As discussed earlier, with proprioception, this movement has to be instantaneous and subconscious. The speed of conduction is therefore influenced by nerve health, which is further influenced by the myelin. Myelin surrounds nerve cells to act like insulation, speeding up transmission of impulses. Inflammation, amongst other factors, can cause myelin to thin and therefore be less effective. Diet and supplementation can help to improve refurbishment of damaged myelin. The rate of impulse is also affected by the distance that it has to travel, and this is considerably longer in horses than it is in people.


This is also developed by genetics, weight (heavier horses have increased joint strain), age (improves with maturity, decreases with old age) and type of upbringing - horses which are accustomed to different types of footing from a younger age subsequently have better proprioception (1).


Why does proprioception start to fail?

The main reason in horses is pain - after injury, the body tries to get into compensatory positions to limit strain which would predispose to further pain. This is done by decreasing joint mobility or by using, and developing, other muscles in other parts of the body, and restricting fascia, and therefore mobility, of other muscles. This can be made worse if a horse has to wear a cast or special bandaging which limits movement. Even once the injury has healed, and pain is no longer present, the memory of discomfort is still present, and the animal subconsciously protects that area from excessive strain. Treatment of a specific injury therefore not only involves improving the range of motion within the affected region, but also the muscles compensating for the discomfort. Retraining must also be gradual, giving the horse confidence in the integrity of the previously sore structure.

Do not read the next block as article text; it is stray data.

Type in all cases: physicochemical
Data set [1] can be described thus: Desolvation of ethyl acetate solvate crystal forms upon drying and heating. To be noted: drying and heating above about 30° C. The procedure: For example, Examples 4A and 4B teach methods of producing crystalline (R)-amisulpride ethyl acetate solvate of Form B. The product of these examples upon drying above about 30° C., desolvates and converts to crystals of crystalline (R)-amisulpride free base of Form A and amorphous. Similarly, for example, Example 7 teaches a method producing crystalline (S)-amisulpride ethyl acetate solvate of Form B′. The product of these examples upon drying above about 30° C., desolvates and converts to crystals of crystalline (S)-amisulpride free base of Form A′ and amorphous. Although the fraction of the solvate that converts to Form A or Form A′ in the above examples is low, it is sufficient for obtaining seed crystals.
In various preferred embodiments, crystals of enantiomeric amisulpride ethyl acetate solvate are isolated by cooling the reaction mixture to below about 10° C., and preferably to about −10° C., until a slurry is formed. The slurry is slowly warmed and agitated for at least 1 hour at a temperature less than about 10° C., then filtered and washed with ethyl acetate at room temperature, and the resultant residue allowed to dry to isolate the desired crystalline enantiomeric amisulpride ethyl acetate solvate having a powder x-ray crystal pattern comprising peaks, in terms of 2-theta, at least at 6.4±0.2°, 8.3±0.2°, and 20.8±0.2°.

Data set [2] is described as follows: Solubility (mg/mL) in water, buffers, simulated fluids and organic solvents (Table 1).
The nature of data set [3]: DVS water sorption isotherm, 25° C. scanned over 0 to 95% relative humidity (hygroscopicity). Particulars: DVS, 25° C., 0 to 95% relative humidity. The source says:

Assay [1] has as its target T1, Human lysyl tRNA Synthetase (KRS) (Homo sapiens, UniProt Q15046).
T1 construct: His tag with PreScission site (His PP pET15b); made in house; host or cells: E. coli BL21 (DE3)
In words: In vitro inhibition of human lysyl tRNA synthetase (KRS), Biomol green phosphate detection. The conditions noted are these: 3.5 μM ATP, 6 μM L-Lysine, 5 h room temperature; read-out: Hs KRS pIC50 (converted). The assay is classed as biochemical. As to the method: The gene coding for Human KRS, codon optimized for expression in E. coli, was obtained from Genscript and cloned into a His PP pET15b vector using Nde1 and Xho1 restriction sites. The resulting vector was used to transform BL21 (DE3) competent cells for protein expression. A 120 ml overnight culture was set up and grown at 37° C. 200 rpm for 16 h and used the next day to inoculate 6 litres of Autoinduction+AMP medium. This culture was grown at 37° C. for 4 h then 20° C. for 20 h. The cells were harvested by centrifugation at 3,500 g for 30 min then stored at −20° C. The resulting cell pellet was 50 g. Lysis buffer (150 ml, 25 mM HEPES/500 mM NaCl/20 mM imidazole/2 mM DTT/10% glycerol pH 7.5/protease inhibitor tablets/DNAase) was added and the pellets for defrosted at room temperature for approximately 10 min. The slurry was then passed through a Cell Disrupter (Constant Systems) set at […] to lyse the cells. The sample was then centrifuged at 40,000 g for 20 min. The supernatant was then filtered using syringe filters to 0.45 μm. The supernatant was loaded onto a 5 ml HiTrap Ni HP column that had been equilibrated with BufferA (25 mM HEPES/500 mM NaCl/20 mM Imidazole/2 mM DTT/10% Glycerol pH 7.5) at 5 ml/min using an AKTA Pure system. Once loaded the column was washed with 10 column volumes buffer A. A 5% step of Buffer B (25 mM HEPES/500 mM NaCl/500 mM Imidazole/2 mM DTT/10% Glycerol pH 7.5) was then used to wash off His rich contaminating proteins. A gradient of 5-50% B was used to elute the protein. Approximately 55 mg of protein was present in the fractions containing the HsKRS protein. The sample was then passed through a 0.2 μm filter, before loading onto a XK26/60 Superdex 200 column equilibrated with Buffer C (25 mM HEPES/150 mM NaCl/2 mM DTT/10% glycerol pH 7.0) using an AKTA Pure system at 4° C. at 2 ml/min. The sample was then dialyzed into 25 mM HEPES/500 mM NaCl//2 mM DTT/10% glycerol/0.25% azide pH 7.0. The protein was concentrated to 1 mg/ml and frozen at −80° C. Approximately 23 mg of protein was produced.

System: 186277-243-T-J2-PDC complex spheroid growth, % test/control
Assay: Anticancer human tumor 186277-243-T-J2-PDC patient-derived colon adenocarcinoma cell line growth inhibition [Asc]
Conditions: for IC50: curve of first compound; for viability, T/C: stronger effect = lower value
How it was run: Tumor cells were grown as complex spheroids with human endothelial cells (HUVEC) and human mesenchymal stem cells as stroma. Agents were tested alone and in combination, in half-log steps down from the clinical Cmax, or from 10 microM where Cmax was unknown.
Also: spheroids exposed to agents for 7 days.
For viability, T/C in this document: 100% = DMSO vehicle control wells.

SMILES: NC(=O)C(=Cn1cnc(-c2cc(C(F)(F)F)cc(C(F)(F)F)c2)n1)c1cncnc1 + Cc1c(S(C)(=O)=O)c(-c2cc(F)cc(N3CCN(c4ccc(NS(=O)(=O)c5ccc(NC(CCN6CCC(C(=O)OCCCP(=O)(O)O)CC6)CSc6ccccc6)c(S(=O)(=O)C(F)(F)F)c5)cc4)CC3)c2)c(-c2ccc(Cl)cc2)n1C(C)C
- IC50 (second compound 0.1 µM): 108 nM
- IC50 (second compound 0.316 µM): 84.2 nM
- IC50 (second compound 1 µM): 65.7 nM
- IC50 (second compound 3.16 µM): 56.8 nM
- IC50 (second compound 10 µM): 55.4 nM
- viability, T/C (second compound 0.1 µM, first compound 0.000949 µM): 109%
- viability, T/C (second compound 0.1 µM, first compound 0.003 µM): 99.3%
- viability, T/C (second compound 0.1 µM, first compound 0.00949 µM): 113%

Stiffness can also develop following a period of box rest, even if the reason for it was not orthopedic. Neck stretches and other exercises can help to maintain suppleness without exacerbating an issue.


Although proprioceptive deficits are mainly a consequence of discomfort, it may also be due to a long list of neurological disorders, including equine motor neuron disease, cervical instability (such as Wobbler’s or osteoarthritis of the neck), and vitamin E deficiency. This is beyond the scope of this blog post, and severe deficits should be assessed by an experienced equine vet to rule out neurological dysfunction.